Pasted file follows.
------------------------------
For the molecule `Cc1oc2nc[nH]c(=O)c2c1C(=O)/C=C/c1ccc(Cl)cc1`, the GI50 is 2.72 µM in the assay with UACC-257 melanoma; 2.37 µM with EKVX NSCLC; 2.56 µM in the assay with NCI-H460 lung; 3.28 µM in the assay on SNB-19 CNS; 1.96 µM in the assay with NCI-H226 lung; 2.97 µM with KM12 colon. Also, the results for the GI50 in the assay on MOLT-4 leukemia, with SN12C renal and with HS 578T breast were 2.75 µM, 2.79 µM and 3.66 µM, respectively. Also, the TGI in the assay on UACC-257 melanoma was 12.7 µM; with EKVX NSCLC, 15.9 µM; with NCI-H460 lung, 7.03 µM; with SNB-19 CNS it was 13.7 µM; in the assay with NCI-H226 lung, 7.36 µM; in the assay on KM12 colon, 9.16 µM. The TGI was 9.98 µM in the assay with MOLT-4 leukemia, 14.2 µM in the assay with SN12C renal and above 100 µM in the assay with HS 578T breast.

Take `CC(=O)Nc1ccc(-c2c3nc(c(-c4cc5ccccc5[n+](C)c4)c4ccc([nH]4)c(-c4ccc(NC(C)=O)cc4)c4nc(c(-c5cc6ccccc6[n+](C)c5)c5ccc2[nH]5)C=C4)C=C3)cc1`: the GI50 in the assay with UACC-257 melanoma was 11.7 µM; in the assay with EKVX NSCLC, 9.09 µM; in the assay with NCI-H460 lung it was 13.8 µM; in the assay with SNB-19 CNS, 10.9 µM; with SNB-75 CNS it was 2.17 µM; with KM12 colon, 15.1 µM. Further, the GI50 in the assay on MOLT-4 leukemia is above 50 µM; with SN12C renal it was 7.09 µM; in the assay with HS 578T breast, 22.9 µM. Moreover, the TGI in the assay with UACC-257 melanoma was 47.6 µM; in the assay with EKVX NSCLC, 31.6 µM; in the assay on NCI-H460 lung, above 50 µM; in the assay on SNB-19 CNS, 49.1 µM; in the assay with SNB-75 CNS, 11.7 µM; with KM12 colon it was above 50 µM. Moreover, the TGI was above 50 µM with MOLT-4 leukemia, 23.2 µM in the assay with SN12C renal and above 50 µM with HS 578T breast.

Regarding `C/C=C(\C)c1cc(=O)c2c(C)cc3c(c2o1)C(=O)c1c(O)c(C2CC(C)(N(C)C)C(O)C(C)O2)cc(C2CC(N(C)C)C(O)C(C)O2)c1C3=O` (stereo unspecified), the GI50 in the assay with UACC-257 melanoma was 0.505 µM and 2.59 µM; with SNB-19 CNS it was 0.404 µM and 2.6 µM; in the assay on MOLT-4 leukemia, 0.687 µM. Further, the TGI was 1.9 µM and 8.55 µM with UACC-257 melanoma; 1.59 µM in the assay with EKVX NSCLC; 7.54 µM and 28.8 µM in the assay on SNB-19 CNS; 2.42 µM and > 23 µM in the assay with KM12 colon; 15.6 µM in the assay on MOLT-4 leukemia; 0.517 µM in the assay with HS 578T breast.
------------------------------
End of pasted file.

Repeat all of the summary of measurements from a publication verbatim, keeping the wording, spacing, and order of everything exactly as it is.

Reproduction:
For the molecule `Cc1oc2nc[nH]c(=O)c2c1C(=O)/C=C/c1ccc(Cl)cc1`, the GI50 is 2.72 µM in the assay with UACC-257 melanoma; 2.37 µM with EKVX NSCLC; 2.56 µM in the assay with NCI-H460 lung; 3.28 µM in the assay on SNB-19 CNS; 1.96 µM in the assay with NCI-H226 lung; 2.97 µM with KM12 colon. Also, the results for the GI50 in the assay on MOLT-4 leukemia, with SN12C renal and with HS 578T breast were 2.75 µM, 2.79 µM and 3.66 µM, respectively. Also, the TGI in the assay on UACC-257 melanoma was 12.7 µM; with EKVX NSCLC, 15.9 µM; with NCI-H460 lung, 7.03 µM; with SNB-19 CNS it was 13.7 µM; in the assay with NCI-H226 lung, 7.36 µM; in the assay on KM12 colon, 9.16 µM. The TGI was 9.98 µM in the assay with MOLT-4 leukemia, 14.2 µM in the assay with SN12C renal and above 100 µM in the assay with HS 578T breast.

Take `CC(=O)Nc1ccc(-c2c3nc(c(-c4cc5ccccc5[n+](C)c4)c4ccc([nH]4)c(-c4ccc(NC(C)=O)cc4)c4nc(c(-c5cc6ccccc6[n+](C)c5)c5ccc2[nH]5)C=C4)C=C3)cc1`: the GI50 in the assay with UACC-257 melanoma was 11.7 µM; in the assay with EKVX NSCLC, 9.09 µM; in the assay with NCI-H460 lung it was 13.8 µM; in the assay with SNB-19 CNS, 10.9 µM; with SNB-75 CNS it was 2.17 µM; with KM12 colon, 15.1 µM. Further, the GI50 in the assay on MOLT-4 leukemia is above 50 µM; with SN12C renal it was 7.09 µM; in the assay with HS 578T breast, 22.9 µM. Moreover, the TGI in the assay with UACC-257 melanoma was 47.6 µM; in the assay with EKVX NSCLC, 31.6 µM; in the assay on NCI-H460 lung, above 50 µM; in the assay on SNB-19 CNS, 49.1 µM; in the assay with SNB-75 CNS, 11.7 µM; with KM12 colon it was above 50 µM. Moreover, the TGI was above 50 µM with MOLT-4 leukemia, 23.2 µM in the assay with SN12C renal and above 50 µM with HS 578T breast.

Regarding `C/C=C(\C)c1cc(=O)c2c(C)cc3c(c2o1)C(=O)c1c(O)c(C2CC(C)(N(C)C)C(O)C(C)O2)cc(C2CC(N(C)C)C(O)C(C)O2)c1C3=O` (stereo unspecified), the GI50 in the assay with UACC-257 melanoma was 0.505 µM and 2.59 µM; with SNB-19 CNS it was 0.404 µM and 2.6 µM; in the assay on MOLT-4 leukemia, 0.687 µM. Further, the TGI was 1.9 µM and 8.55 µM with UACC-257 melanoma; 1.59 µM in the assay with EKVX NSCLC; 7.54 µM and 28.8 µM in the assay on SNB-19 CNS; 2.42 µM and > 23 µM in the assay with KM12 colon; 15.6 µM in the assay on MOLT-4 leukemia; 0.517 µM in the assay with HS 578T breast.